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Hearing loss in the EU’s elderly

An EU team examined age-related hearing loss (ARHL) as an aspect of disability. The work estimated the extent of the problem, determined the mechanisms causing hearing loss and introduced a new screening programme.

Health

With the retirement of the baby boomer generation, elderly people comprise a large and growing proportion of Europe’s population. The EU aims to keep its senior citizens as healthy and active as possible, yet hearing loss is both a cause and sign of growing disability. The EU-funded AHEAD III (Assessment of hearing in the elderly: Aging and degeneration - Integration through immediate intervention) project examined the issue of hearing loss. The team studied the effects of such loss, ways of increasing public awareness about early detection and intervention, and the costs of large-scale screening. The consortium detailed the minimum screening requirements and diagnostic methods, and provided recommendations for successful implementation using the options available. The group also set new criteria for newly proposed technologies, and analysed protocols to be tuned to each European country or region in question. One of the project’s main achievements was a comprehensive review of the prevalence of ARHL in Europe. The review addressed more than 1 000 sources. Additionally, in conjunction with the German Seniors League, the team implemented a two-stage ARHL campaign in Germany and Europe’s other German-speaking countries. A second review addressed mechanisms for hearing loss and the potential for interaction with other health conditions. Additional reviews discussed old and new screening methods and intervention following hearing loss. As a result, the team implemented in Wales a pilot for a new hearing loss screening concept. Following the evaluation of results, and release of a position statement, AHEAD III first proceeded to further trials in Italy and Cyprus. A second phase of screening went ahead in Belgium, Germany and Malta. The team also established contact with ARHL screening programmes in the United States. During 2010, the project organised an international conference concerning screening for adult hearing loss. Other dissemination activities included numerous radio and television appearances, several newspaper articles and leaflet advertising of the screening campaigns. The work yielded 12 scientific papers, plus 36 conference presentations. As a result of AHEAD III, Europe will be better placed to implement and evaluate ARHL screening. Thus, Europeans may expect a higher quality of life in old age.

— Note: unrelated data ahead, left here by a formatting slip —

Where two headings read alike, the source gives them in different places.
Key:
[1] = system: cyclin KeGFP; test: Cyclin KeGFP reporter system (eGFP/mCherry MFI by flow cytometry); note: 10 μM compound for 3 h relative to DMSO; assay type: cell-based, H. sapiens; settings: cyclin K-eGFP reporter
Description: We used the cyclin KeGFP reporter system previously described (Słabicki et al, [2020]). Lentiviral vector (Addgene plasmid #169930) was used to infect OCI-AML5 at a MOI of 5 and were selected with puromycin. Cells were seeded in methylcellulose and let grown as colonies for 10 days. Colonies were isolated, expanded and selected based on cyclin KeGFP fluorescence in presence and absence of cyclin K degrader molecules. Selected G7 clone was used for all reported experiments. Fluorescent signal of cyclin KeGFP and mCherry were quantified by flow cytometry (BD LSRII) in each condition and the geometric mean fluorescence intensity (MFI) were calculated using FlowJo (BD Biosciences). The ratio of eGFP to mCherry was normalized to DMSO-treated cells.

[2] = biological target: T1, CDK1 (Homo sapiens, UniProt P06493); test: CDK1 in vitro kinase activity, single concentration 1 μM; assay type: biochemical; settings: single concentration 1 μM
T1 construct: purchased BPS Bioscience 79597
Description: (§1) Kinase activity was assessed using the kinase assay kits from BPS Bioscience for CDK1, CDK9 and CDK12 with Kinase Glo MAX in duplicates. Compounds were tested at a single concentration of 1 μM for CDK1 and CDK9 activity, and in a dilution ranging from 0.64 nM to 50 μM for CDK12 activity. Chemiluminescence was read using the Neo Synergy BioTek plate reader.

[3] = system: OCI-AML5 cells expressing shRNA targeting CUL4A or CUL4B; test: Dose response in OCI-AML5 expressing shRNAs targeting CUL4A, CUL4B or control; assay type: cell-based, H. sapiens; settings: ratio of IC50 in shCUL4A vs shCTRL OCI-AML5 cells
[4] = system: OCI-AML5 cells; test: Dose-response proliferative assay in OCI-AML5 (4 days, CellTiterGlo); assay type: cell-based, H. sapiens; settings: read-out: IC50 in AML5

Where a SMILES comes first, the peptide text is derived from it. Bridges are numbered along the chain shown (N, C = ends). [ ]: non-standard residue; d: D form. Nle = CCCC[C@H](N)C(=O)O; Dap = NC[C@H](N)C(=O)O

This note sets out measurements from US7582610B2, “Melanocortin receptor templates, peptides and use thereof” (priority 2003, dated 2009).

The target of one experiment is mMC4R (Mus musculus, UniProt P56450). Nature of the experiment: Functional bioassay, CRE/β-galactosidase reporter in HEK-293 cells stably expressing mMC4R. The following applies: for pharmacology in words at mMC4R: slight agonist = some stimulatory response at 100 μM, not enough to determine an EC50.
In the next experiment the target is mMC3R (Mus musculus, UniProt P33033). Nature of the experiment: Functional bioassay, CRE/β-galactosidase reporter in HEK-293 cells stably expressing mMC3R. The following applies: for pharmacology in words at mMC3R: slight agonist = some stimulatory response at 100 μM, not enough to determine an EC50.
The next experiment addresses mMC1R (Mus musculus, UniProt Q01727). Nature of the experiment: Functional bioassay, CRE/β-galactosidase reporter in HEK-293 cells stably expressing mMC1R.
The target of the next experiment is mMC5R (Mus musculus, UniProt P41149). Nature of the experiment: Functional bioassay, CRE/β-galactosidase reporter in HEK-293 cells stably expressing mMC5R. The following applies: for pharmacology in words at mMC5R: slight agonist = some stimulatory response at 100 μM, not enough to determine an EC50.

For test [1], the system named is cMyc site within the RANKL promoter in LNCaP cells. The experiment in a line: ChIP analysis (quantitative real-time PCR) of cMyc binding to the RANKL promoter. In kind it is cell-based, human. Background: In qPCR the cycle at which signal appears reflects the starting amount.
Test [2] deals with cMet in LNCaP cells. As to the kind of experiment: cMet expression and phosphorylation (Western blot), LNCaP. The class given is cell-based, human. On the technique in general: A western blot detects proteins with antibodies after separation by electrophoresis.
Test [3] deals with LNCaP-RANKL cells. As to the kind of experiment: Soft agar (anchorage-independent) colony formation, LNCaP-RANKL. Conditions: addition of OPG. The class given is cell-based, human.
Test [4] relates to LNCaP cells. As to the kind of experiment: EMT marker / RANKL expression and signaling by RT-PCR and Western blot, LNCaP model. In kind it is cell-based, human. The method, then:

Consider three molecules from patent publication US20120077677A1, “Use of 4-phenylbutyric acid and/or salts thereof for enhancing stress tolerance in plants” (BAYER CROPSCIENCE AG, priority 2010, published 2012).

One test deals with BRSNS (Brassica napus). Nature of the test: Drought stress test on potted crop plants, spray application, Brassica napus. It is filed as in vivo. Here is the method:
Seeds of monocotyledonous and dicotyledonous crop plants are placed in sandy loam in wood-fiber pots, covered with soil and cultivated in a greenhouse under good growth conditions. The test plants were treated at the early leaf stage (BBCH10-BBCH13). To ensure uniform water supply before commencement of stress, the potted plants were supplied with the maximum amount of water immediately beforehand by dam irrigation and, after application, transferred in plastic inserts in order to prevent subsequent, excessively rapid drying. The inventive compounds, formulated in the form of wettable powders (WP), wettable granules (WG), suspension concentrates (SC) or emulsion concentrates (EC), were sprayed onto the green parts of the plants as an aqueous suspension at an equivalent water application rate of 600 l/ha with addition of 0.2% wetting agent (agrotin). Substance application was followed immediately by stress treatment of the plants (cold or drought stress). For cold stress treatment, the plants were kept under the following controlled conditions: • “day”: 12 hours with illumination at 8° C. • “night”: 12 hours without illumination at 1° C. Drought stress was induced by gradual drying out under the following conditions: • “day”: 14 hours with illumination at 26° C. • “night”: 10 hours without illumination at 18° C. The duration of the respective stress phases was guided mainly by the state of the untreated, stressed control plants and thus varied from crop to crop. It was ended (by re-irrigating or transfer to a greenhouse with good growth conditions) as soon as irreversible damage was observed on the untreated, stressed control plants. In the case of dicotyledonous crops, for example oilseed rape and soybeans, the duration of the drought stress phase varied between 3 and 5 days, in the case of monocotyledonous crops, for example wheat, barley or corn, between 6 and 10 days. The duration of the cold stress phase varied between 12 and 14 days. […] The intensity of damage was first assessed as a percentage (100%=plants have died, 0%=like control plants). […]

Keywords

Hearing loss, elderly, age-related hearing loss, disability, AHEAD III, degeneration

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